The Navy wants to stretch tour lengths for much of its forward-deployed forces, a proposal that would provide more unit stability, cohesion, continuity and reduce the costs of moving personnel in sea-duty units.
The Chief of Naval Personnel, Vice Adm. Robert Burke, submitted the request to the office of the undersecretary of defense for personnel and readiness in November, following initial discussions by senior naval leaders in September, a CNP spokesman told USNI News.
The request for an exception to the military’s personnel assignment policy is “awaiting a response,” Lt. Rick Moore, a chief of naval personnel spokesman, said Friday. It’s unclear when a final decision, or perhaps tweaks to the request as OSD reviews the proposal, would be made.
The proposal “would give the Navy the authority to assign sailors on sea duty in FDNF forces – that’s Japan, Guam and Spain – that would match their prescribed sea tour up to a maximum of 48 months,” Moore said.
“The main goal is for air, sub and surface (communities) to provide greater continuity by reducing personnel turnover through longer tours,” he said, adding “it only applies to sea-duty units.”
FDNF officer tours normally range between 18 and 36 months and it can vary based on the classification of the tours, whether they’re on a Division Officer tour or are a Department Head, XO, CO, Moore said. First-term sailors, whether they’re coming in from recruit training and “A” schools, normally do a 36-month tour, and follow-on tours are normally 24 months for unaccompanied and 36-months for accompanied, he said.
“As of now, we do expect the officers will serve their tour lengths that are required for their career milestones – that is, for Division Officer, Department Head, CO/XO,” he said.
“The proposal wouldn’t just be specifically for Japan,” Moore said, adding “the same policy would affect all forward naval forces, as a general rule.” The proposal, as submitted, would impact FDNF sea-duty personnel in Guam and Rota, along with Japan.
Burke mentioned the proposal during a January visit to Japan, where he spoke during the Career Development Symposium in Yokosuka. Shorter tours require more personnel rotations, which “puts the commands in a state of continuously having to train up their people and not having a seasoned, experienced crew that can train up the new junior folks,” he said during a town hall meeting, according to Stars and Stripes.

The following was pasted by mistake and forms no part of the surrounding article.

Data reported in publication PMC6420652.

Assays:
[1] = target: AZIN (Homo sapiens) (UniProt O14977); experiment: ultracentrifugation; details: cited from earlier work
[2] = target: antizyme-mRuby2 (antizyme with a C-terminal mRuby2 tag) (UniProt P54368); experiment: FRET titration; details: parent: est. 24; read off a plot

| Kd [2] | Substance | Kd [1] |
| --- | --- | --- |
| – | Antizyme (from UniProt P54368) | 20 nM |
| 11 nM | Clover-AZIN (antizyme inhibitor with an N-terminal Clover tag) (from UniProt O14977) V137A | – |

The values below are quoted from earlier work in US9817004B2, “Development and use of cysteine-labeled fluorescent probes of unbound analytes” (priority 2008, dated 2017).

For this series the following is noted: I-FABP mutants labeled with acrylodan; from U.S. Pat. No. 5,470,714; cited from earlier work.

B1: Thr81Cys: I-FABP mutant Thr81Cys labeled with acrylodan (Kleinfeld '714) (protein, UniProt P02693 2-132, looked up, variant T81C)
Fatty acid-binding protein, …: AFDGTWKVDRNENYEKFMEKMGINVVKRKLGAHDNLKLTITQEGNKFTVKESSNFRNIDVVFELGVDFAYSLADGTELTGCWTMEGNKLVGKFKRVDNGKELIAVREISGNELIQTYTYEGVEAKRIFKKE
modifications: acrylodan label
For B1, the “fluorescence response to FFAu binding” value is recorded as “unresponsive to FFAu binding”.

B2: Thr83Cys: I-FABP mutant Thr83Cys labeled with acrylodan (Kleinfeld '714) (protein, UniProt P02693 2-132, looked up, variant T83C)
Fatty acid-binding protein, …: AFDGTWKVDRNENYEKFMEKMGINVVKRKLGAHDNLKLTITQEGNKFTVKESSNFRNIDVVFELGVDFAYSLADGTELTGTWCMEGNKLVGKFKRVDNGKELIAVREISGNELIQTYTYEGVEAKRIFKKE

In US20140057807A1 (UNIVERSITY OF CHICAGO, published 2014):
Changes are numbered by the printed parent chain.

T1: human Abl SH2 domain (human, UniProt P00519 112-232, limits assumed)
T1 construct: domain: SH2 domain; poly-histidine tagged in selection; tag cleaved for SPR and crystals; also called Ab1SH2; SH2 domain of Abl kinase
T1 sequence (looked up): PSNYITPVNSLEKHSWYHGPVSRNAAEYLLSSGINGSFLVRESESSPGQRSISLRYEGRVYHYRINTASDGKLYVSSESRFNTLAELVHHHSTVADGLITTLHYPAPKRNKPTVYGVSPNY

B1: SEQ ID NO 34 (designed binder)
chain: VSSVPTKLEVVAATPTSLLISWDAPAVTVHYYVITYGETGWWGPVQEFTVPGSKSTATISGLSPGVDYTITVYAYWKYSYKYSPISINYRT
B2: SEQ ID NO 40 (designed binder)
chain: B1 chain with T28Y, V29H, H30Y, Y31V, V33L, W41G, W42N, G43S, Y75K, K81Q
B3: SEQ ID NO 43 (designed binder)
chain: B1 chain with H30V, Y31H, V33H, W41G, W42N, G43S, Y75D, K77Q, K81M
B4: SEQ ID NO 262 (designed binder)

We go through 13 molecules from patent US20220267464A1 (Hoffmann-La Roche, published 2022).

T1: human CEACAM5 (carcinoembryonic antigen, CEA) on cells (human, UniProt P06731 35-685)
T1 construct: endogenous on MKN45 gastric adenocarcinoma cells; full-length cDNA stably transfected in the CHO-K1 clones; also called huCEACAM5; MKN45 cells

“We want to get impact and feedback from the fleet,” Moore told USNI News. Among issues raised during symposiums and town hall meetings is accompanied and unaccompanied tours, especially of first-term personnel who get unaccompanied orders. “It is something that we are actively looking into,” he said, noting that CNP is looking at it separately from the longer-tours proposal.
The proposal came on the heels of findings in the Navy’s investigations into collisions and at-sea incidents involving surface ships in the 7th Fleet region, including the separate deadly collisions involving USS Fitzgerald (DDG-62) and USS John S. McCain (DDG-56). Among issues cited in the Navy’s investigation report, released Nov. 1, were deficient and ineffective training, unprepared crews, poor communication, and ineffective command and control.
Reducing personnel turnover with longer tours is seen as one way of building continuity and cohesion among units, particularly sea-going FDNF crews with higher operational tempo than units rotating overseas from their stateside homeports.
Cost savings is another potential benefit. The average PCS cost for accompanied and unaccompanied sailors to Japan is $11,157, for a sailor on PCS orders to Japan, Moore said, citing Navy data.
“The Navy does not anticipate any increased PCS costs for longer tours, and the potential PCS costs savings are still being assessed,” he added.
A 2016 survey and report completed by RAND, Corp., for OSD (P&R) in response to a congressional inquiry looked at overseas tours and permanent-change-of-station moves and found the military services would save money by reducing the number of annual PCS moves, with one option being extended tours. The report found that while 59 percent of service members surveyed – including Navy personnel – wouldn’t want to extend their tour voluntarily, 41 percent would do so. It also found that some of the 59 percent might willingly extend with some financial incentive.
The Navy uses several incentives to get personnel to voluntarily extend their time overseas. One program is the Overseas Tour Extension Incentive Program, or OTEIP, which as of January 2016 had 2,537 personnel “who requested and were approved for voluntary extensions,” Moore said.
Financial incentives include Assignment Incentive Pay, which the Navy enables service members to bid for hard-to-fill billets. That 2016 report found: “the Navy’s experience with the AIP program has been successful along a number of dimensions, and there are reasons to believe that the benefits that accrued to the Navy would also apply if auctions were used to assign tour length extensions across all services.”